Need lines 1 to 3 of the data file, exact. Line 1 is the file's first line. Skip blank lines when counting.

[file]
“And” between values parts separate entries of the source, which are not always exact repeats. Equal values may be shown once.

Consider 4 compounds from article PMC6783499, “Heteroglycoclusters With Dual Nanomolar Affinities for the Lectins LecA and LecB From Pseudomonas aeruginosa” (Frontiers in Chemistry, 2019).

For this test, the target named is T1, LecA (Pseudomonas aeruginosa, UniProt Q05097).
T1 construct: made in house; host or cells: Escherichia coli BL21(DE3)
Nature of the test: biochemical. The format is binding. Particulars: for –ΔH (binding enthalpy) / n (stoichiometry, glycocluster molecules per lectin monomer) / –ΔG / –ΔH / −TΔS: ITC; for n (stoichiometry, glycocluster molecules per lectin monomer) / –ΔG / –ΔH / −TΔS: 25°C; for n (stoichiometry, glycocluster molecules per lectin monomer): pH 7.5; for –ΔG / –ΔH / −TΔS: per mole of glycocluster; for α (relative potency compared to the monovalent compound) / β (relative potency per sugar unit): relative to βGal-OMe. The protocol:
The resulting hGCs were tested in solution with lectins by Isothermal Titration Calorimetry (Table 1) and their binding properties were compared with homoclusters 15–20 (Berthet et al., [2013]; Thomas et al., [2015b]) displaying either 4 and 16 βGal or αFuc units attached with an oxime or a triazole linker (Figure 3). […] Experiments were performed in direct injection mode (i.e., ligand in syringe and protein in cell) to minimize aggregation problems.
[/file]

“And” between values parts separate entries of the source, which are not always exact repeats. Equal values may be shown once.

Consider 4 compounds from article PMC6783499, “Heteroglycoclusters With Dual Nanomolar Affinities for the Lectins LecA and LecB From Pseudomonas aeruginosa” (Frontiers in Chemistry, 2019).

For this test, the target named is T1, LecA (Pseudomonas aeruginosa, UniProt Q05097).